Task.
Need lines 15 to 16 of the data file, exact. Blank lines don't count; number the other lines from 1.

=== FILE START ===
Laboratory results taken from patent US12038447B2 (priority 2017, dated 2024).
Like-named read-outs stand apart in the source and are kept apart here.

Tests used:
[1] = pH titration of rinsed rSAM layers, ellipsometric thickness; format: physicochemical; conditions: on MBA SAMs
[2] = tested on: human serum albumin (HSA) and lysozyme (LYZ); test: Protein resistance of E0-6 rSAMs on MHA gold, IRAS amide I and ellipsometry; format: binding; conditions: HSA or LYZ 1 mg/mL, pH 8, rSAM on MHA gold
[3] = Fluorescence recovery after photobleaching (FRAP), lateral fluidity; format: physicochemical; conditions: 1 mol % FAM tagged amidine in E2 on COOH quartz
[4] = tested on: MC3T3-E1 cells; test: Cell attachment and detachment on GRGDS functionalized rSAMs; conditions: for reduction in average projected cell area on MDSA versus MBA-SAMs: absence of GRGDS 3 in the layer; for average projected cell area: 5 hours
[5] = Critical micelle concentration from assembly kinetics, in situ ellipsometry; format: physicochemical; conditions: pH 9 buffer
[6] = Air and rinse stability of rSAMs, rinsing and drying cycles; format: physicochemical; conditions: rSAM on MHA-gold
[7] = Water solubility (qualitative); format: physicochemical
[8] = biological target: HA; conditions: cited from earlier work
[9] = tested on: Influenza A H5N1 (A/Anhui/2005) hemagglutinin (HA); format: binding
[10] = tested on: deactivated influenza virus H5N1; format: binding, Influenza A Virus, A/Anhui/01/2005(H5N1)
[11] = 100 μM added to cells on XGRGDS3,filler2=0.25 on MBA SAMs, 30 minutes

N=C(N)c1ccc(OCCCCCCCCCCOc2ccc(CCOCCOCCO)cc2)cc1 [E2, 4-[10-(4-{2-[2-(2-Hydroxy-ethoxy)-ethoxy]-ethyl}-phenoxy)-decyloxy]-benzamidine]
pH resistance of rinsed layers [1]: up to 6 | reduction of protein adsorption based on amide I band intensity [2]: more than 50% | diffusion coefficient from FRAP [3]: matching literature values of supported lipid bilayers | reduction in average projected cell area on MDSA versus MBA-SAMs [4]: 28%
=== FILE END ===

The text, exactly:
N=C(N)c1ccc(OCCCCCCCCCCOc2ccc(CCOCCOCCO)cc2)cc1 [E2, 4-[10-(4-{2-[2-(2-Hydroxy-ethoxy)-ethoxy]-ethyl}-phenoxy)-decyloxy]-benzamidine]
pH resistance of rinsed layers [1]: up to 6 | reduction of protein adsorption based on amide I band intensity [2]: more than 50% | diffusion coefficient from FRAP [3]: matching literature values of supported lipid bilayers | reduction in average projected cell area on MDSA versus MBA-SAMs [4]: 28%